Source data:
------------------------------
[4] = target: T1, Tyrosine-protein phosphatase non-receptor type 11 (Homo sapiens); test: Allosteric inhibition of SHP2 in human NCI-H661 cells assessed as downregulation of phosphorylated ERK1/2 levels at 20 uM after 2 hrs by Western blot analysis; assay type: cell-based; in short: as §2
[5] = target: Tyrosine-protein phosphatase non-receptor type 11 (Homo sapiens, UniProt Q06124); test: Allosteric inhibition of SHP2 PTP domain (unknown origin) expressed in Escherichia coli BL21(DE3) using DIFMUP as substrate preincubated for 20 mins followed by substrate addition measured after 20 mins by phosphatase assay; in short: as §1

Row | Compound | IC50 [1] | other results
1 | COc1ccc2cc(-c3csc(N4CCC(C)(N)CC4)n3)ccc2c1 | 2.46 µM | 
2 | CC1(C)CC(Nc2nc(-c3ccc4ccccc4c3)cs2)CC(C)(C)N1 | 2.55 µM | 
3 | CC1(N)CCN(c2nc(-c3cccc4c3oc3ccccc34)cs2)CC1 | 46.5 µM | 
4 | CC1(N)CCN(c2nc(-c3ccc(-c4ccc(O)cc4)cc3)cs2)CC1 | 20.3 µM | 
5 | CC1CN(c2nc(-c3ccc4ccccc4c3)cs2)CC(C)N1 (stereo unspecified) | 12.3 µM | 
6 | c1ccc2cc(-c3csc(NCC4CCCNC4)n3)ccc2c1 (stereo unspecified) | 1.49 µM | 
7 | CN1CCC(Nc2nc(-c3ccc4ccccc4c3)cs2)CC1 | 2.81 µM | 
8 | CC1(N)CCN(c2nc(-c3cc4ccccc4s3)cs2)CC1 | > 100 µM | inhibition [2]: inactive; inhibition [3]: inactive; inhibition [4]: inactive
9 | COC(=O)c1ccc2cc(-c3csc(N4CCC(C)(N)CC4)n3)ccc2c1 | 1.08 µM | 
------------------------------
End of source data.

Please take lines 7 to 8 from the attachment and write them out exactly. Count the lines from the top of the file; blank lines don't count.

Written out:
4 | CC1(N)CCN(c2nc(-c3ccc(-c4ccc(O)cc4)cc3)cs2)CC1 | 20.3 µM | 
5 | CC1CN(c2nc(-c3ccc4ccccc4c3)cs2)CC(C)N1 (stereo unspecified) | 12.3 µM | 